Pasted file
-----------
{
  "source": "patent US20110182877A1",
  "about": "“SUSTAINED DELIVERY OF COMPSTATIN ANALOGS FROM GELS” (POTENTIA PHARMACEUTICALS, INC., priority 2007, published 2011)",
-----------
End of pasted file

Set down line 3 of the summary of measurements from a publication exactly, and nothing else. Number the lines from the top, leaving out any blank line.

  "about": "“SUSTAINED DELIVERY OF COMPSTATIN ANALOGS FROM GELS” (POTENTIA PHARMACEUTICALS, INC., priority 2007, published 2011)",